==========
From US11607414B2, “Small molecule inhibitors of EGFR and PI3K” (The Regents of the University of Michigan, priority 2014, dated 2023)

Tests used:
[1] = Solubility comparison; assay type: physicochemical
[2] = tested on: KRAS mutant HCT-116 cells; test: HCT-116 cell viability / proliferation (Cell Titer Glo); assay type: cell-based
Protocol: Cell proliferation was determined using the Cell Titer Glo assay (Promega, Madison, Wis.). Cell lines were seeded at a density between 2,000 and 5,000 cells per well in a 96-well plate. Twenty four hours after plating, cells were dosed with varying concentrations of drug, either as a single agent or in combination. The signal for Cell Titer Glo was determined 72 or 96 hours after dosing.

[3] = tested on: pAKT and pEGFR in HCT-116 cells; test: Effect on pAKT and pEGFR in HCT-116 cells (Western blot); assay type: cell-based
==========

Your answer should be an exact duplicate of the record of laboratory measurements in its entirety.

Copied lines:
From US11607414B2, “Small molecule inhibitors of EGFR and PI3K” (The Regents of the University of Michigan, priority 2014, dated 2023)

Tests used:
[1] = Solubility comparison; assay type: physicochemical
[2] = tested on: KRAS mutant HCT-116 cells; test: HCT-116 cell viability / proliferation (Cell Titer Glo); assay type: cell-based
Protocol: Cell proliferation was determined using the Cell Titer Glo assay (Promega, Madison, Wis.). Cell lines were seeded at a density between 2,000 and 5,000 cells per well in a 96-well plate. Twenty four hours after plating, cells were dosed with varying concentrations of drug, either as a single agent or in combination. The signal for Cell Titer Glo was determined 72 or 96 hours after dosing.

[3] = tested on: pAKT and pEGFR in HCT-116 cells; test: Effect on pAKT and pEGFR in HCT-116 cells (Western blot); assay type: cell-based